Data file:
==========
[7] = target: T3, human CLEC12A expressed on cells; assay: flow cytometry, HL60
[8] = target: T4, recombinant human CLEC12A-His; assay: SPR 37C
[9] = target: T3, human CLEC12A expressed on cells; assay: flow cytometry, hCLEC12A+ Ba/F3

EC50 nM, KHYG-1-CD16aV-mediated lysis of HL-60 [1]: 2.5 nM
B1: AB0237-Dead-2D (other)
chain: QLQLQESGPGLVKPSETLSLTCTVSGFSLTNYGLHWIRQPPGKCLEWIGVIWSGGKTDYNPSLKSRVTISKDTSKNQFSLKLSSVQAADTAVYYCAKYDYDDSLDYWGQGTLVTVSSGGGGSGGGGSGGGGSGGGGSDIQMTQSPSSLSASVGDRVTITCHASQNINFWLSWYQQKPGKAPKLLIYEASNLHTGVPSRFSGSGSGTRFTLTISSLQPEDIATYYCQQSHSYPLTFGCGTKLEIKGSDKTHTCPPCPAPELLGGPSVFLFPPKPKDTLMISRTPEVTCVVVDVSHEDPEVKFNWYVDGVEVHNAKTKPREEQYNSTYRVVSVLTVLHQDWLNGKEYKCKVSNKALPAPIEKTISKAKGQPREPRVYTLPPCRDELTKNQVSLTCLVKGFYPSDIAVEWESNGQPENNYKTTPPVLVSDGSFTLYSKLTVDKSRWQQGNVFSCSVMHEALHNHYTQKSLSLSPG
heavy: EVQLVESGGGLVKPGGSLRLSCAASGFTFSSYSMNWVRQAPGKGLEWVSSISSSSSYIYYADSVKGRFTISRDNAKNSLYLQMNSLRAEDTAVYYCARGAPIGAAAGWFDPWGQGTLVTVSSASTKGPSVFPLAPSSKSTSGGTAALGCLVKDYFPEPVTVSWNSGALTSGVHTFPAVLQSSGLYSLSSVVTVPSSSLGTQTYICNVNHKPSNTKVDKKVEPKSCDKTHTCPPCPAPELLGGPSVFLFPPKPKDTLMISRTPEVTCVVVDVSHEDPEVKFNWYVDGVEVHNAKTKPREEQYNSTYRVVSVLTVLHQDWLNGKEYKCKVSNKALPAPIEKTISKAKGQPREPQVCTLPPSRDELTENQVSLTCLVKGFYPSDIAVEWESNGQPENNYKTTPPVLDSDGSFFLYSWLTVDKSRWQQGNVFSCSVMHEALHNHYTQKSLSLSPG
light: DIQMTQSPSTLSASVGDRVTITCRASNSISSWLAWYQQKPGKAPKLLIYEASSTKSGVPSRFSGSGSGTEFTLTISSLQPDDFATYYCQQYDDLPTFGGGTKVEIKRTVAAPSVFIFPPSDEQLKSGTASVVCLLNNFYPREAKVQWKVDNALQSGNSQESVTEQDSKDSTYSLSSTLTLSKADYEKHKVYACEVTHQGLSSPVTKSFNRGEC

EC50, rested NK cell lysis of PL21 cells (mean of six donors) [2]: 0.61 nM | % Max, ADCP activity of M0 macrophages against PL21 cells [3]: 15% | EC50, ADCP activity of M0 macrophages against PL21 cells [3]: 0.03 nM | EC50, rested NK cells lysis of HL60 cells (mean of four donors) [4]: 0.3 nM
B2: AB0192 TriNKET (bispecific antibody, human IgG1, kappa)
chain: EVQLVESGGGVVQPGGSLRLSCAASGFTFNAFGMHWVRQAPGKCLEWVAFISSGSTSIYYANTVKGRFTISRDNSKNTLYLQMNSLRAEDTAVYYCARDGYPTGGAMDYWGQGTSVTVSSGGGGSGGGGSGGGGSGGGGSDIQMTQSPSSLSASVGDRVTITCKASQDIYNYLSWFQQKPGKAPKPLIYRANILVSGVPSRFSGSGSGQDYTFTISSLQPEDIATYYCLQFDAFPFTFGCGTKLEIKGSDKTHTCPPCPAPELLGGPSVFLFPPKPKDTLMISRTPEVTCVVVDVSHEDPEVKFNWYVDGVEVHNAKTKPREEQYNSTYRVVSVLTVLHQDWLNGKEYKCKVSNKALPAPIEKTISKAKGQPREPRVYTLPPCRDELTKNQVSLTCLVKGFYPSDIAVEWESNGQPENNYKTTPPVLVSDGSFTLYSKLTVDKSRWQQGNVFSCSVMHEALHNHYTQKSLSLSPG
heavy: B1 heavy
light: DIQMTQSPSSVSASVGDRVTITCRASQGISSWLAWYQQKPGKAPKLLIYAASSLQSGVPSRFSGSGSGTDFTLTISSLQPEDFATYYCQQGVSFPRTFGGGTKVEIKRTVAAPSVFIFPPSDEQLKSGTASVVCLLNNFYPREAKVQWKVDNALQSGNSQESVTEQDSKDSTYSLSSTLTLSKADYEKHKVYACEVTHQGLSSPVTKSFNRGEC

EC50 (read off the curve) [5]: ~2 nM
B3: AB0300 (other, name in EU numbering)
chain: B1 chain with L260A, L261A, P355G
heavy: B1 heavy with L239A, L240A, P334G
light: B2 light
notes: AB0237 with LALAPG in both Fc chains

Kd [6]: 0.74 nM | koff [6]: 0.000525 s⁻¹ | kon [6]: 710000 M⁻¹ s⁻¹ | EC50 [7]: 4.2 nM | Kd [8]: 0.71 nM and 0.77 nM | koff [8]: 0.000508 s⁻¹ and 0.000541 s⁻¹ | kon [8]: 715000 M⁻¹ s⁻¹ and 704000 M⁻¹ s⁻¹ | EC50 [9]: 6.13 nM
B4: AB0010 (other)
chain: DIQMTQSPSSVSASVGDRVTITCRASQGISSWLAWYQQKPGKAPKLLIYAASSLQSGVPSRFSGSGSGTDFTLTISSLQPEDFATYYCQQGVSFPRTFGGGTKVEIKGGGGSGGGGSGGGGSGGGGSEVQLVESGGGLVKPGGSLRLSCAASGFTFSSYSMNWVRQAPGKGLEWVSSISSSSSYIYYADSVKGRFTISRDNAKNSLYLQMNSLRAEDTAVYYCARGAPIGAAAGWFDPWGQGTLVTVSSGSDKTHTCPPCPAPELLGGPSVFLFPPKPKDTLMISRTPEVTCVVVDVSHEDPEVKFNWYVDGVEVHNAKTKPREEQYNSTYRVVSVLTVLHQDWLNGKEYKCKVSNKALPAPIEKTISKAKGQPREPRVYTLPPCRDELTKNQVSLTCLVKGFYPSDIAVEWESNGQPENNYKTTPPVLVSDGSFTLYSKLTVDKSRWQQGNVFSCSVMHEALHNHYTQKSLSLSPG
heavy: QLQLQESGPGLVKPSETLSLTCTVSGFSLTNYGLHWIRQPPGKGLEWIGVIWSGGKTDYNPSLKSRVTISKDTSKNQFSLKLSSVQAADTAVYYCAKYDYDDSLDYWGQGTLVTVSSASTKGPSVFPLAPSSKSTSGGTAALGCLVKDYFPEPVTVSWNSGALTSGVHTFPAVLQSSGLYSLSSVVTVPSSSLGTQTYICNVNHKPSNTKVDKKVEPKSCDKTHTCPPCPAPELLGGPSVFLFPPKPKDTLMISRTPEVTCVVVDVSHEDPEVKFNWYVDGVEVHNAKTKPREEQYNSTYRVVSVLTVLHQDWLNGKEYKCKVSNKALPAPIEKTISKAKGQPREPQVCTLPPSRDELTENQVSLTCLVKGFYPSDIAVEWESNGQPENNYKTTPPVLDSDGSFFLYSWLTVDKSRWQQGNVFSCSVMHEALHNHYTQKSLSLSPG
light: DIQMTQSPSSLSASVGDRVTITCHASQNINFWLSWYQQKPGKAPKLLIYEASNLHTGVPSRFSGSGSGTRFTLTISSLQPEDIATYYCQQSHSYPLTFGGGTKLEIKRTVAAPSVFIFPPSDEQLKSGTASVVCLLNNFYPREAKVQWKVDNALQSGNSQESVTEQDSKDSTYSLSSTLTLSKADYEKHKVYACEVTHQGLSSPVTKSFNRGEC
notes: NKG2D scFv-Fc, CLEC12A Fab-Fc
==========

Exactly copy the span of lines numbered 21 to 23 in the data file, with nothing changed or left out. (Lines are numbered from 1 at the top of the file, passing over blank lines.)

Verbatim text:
B4: AB0010 (other)
chain: DIQMTQSPSSVSASVGDRVTITCRASQGISSWLAWYQQKPGKAPKLLIYAASSLQSGVPSRFSGSGSGTDFTLTISSLQPEDFATYYCQQGVSFPRTFGGGTKVEIKGGGGSGGGGSGGGGSGGGGSEVQLVESGGGLVKPGGSLRLSCAASGFTFSSYSMNWVRQAPGKGLEWVSSISSSSSYIYYADSVKGRFTISRDNAKNSLYLQMNSLRAEDTAVYYCARGAPIGAAAGWFDPWGQGTLVTVSSGSDKTHTCPPCPAPELLGGPSVFLFPPKPKDTLMISRTPEVTCVVVDVSHEDPEVKFNWYVDGVEVHNAKTKPREEQYNSTYRVVSVLTVLHQDWLNGKEYKCKVSNKALPAPIEKTISKAKGQPREPRVYTLPPCRDELTKNQVSLTCLVKGFYPSDIAVEWESNGQPENNYKTTPPVLVSDGSFTLYSKLTVDKSRWQQGNVFSCSVMHEALHNHYTQKSLSLSPG
heavy: QLQLQESGPGLVKPSETLSLTCTVSGFSLTNYGLHWIRQPPGKGLEWIGVIWSGGKTDYNPSLKSRVTISKDTSKNQFSLKLSSVQAADTAVYYCAKYDYDDSLDYWGQGTLVTVSSASTKGPSVFPLAPSSKSTSGGTAALGCLVKDYFPEPVTVSWNSGALTSGVHTFPAVLQSSGLYSLSSVVTVPSSSLGTQTYICNVNHKPSNTKVDKKVEPKSCDKTHTCPPCPAPELLGGPSVFLFPPKPKDTLMISRTPEVTCVVVDVSHEDPEVKFNWYVDGVEVHNAKTKPREEQYNSTYRVVSVLTVLHQDWLNGKEYKCKVSNKALPAPIEKTISKAKGQPREPQVCTLPPSRDELTENQVSLTCLVKGFYPSDIAVEWESNGQPENNYKTTPPVLDSDGSFFLYSWLTVDKSRWQQGNVFSCSVMHEALHNHYTQKSLSLSPG